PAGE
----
Doing the song and dance really showed me my role here in Korea. I am an accessory to the Korean English teacher, but not a real teacher. As much as that sucks, it has helped me bond more with my students and become their friend. I am way better at that anyway. I have quickly learned that the faster I learn names and say hi to the students outside of class, the better they pay attention during my lesson.

I went with the grade 6s on a class picnic on the nearby mountain. Gimbap is the picnic food of choice. The grade 6s are leaving after December for Middle School (best of luck in the most miserable period of your life my little friends, RIP), and I’m so sad. I know almost all their names and enjoy teaching them most.

It’s been funny witnessing the beginning of puberty. Voice cracks, growth spurts, acne and even some blossoming  romantic relationships. Too many hormones in the air, but some wild entertainment.


I went on an overnight teacher’s trip to Gangwon and hit a lot of cool stops along the way. My teachers try their best to speak some English to me, and I try to speak in Korean.
Based on other NETs’ experiences, I’ve been pretty lucky in that they try their best to include me and I genuinely feel like I’m apart of the Yangji team. It really helps that I play volleyball with the teachers, and that I am learning Korean.
I’m also the youngest person on staff and have been told by one teacher that I’m his son’s age.

Check out the pic of my principal and I, as well as the rice fields. This is the Hahoe Village in Andong. It’s considered the World Heritage Historic Village of Korea, aka, it’s really old.

We went to Naminara Republic, or Nami Island. I love my fellow teachers so much.
At one point, the bus turned into a Norae..bus? Or a “karaoke” bus (we don’t call it that because karaoke is the Japanese word for it).
One teacher who drank far too much soju sang a song, and then the most quiet and awkward male teacher decided to have a go. He butchered it and it was amazing.

Apparently they wanted me to sing too but I fell asleep, although I’m not sure how I managed that with the amount of reverb echoing off the mic…



I live on the East Coast of a country again, like I did in Christchurch. Unlike Vancouver, I get to see the sunrise over the ocean, instead of a sunset. One Friday morning, I decided to get up half an hour earlier to catch the first rays of lights.
It was only the Hyundai workers and I, starting our day strong.



I met my friends Marcos and Leticia in Seoul, over Chuseok weekend in September. Them and their other friends in the hostel happened to be on exchange from Brazil at Ulsan University. Now we hike together.
After a late start due to bus timing, we unknowingly hiked the difficult trail of Sinbul Mountain (Sinbulsan), the side with ropes and rock climbing.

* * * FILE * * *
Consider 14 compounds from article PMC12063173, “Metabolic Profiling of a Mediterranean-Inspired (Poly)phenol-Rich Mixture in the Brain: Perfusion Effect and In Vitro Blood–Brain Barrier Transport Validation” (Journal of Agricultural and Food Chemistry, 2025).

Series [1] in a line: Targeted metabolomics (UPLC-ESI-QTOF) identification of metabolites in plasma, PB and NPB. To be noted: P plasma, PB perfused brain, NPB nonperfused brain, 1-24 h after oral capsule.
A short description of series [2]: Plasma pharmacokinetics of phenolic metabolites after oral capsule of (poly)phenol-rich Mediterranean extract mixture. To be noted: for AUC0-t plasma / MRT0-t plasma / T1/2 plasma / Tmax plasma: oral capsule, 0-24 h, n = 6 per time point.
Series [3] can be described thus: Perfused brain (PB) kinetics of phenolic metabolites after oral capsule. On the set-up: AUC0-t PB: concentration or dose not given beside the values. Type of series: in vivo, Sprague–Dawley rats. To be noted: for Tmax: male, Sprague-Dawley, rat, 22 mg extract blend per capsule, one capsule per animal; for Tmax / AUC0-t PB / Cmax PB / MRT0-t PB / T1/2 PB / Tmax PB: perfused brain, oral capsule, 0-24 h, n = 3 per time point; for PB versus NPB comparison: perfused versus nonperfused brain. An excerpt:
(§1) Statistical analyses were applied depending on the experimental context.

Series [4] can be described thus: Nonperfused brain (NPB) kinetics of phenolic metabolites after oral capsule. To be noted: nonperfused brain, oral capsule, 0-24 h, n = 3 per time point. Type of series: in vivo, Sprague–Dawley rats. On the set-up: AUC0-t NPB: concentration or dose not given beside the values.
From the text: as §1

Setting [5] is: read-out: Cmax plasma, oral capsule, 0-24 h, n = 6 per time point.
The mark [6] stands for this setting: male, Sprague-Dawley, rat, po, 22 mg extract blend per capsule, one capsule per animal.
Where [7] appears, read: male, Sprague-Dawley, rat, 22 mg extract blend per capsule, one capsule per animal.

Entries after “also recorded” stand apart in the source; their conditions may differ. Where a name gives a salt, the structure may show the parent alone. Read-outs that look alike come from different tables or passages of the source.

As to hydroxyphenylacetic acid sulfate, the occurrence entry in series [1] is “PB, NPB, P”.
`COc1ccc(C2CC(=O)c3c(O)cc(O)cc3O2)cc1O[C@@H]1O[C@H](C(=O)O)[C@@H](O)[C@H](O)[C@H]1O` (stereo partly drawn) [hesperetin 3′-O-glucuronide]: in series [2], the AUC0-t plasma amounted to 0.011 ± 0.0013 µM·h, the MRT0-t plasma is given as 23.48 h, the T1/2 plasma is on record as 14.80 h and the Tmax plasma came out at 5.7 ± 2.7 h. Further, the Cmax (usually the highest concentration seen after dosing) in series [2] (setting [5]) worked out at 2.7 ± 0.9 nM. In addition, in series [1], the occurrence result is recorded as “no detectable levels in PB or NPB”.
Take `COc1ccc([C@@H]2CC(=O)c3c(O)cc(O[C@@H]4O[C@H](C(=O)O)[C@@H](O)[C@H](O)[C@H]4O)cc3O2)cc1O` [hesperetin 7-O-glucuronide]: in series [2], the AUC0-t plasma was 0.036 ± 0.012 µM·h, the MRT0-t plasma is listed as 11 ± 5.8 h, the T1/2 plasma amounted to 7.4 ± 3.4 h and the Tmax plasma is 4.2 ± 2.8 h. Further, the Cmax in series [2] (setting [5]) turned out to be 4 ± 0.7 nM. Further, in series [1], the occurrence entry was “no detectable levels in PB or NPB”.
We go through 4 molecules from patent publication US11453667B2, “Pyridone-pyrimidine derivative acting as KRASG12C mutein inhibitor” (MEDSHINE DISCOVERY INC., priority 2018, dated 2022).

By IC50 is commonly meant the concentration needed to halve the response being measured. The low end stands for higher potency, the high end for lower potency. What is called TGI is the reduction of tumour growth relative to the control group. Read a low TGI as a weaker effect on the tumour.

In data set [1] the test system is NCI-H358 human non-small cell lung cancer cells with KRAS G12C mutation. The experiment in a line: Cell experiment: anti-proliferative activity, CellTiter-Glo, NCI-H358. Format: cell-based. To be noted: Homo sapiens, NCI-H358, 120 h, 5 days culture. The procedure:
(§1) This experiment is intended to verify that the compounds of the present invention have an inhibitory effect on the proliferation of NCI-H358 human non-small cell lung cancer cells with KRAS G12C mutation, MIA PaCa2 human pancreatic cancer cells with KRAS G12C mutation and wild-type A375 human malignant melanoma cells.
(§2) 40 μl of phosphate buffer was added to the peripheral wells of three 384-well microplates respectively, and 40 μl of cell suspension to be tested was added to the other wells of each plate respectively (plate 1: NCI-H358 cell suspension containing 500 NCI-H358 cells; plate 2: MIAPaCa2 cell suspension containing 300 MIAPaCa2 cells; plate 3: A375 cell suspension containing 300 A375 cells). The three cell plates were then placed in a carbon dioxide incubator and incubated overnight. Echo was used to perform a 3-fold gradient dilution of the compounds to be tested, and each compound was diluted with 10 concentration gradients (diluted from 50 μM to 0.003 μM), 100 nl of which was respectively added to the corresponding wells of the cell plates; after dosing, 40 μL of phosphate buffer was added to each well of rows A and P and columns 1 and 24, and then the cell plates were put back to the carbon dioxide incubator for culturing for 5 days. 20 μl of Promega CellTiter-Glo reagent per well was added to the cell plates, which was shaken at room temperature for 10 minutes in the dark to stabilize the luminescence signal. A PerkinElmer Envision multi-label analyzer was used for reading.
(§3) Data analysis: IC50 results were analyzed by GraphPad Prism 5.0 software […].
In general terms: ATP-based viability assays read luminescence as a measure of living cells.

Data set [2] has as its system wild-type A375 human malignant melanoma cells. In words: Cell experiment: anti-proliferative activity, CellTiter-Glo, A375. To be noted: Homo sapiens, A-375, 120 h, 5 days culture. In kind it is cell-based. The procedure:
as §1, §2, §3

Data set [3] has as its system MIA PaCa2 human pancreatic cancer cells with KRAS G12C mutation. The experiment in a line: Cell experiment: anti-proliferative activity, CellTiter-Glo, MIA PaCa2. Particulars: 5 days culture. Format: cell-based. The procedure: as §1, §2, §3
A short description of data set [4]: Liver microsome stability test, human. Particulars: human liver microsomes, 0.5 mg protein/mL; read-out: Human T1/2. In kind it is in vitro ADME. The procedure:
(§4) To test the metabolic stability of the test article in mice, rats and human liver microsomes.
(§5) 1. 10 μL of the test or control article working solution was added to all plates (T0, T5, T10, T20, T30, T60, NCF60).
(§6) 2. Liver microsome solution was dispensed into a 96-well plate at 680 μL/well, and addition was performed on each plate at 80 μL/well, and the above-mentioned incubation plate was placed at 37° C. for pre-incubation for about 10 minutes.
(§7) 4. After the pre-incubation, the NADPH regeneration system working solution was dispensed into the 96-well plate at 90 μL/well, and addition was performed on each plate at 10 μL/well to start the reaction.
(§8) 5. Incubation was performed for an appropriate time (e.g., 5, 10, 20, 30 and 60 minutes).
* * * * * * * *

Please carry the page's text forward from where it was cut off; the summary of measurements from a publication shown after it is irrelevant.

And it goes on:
We were advised by many over-concerned Korean men that we should turn around before it gets dark. We listened and stopped at the first lookout and took in the incredible view.
I’ll say it again, I’ve never seen any Autumn like this.


Okay, if you scrolled this far down, you’re in for a real treat. Here come my favourite shots so far.

Marcos and I returned to Sinbulsan because we wanted to see the Chinese silver grass it’s famous for, as well as Paraeso Waterfall. The grass was disappointing and we traversed over the mountain but did not find the waterfall. Still, 17km of no regrets.

Settle in.

I’ve even incorporated some Korean symbol emojis for your enjoyment.

The best part was, the bus we caught on the other side of Sinbulsan took us back to the base of Gajisan! Here’s a comparison of what the river looked like in Summer versus Fall. I live in a calendar stock photo land.

Summer at the base of Seoknamsa and Gajisan
In Autumn! Ta-da!




Get ready, here come the rest of the Gajisan pics

Look how cute that little guy is


The less groovy bits:
-An English teacher from Arizona (my age, same name and teaching in Donggu) was hit by a drunk driver that tragically ended her life. I didn’t know her well, but it’s been a good reminder to cherish the life we have. Prayers for her family and friends are needed.
-I really don’t want to remind you, but the parasite for president of the US has really shaken the world, including South Korea. The US is a huge military presence here, and I’m not really sure how Trump will affect ties with North Korea.
-The mess that is the President of Korea is also causing serious unrest within the country.
-The South Island of NZ was hit with a 7.8 earthquake, wreaking absolute havoc to my favourite spot on the island (Kaikouraaaa <3). The seal colony I studied is likely gone, the tunnels I drove through on the highway are buried, and the train tracks I crossed over with my surfboard have bumped and rumbled their way onto the otherside of the street. Huge feels for my Kiwi whanau at this time.

Stay tuned!